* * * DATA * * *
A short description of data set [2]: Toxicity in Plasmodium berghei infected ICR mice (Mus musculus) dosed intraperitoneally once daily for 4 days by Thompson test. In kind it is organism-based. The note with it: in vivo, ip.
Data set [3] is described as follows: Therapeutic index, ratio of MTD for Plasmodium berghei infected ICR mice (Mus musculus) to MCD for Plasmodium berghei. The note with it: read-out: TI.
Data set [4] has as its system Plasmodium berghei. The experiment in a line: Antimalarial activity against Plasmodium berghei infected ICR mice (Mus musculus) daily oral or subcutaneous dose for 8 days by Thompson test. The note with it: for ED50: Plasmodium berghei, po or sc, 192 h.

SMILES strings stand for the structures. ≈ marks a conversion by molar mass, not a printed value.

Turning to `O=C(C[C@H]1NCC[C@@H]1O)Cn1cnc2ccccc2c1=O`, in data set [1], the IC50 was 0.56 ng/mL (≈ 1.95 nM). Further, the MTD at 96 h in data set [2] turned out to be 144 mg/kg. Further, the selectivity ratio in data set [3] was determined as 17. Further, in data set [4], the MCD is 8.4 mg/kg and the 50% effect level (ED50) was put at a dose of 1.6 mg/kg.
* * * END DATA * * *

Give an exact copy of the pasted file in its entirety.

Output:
A short description of data set [2]: Toxicity in Plasmodium berghei infected ICR mice (Mus musculus) dosed intraperitoneally once daily for 4 days by Thompson test. In kind it is organism-based. The note with it: in vivo, ip.
Data set [3] is described as follows: Therapeutic index, ratio of MTD for Plasmodium berghei infected ICR mice (Mus musculus) to MCD for Plasmodium berghei. The note with it: read-out: TI.
Data set [4] has as its system Plasmodium berghei. The experiment in a line: Antimalarial activity against Plasmodium berghei infected ICR mice (Mus musculus) daily oral or subcutaneous dose for 8 days by Thompson test. The note with it: for ED50: Plasmodium berghei, po or sc, 192 h.

SMILES strings stand for the structures. ≈ marks a conversion by molar mass, not a printed value.

Turning to `O=C(C[C@H]1NCC[C@@H]1O)Cn1cnc2ccccc2c1=O`, in data set [1], the IC50 was 0.56 ng/mL (≈ 1.95 nM). Further, the MTD at 96 h in data set [2] turned out to be 144 mg/kg. Further, the selectivity ratio in data set [3] was determined as 17. Further, in data set [4], the MCD is 8.4 mg/kg and the 50% effect level (ED50) was put at a dose of 1.6 mg/kg.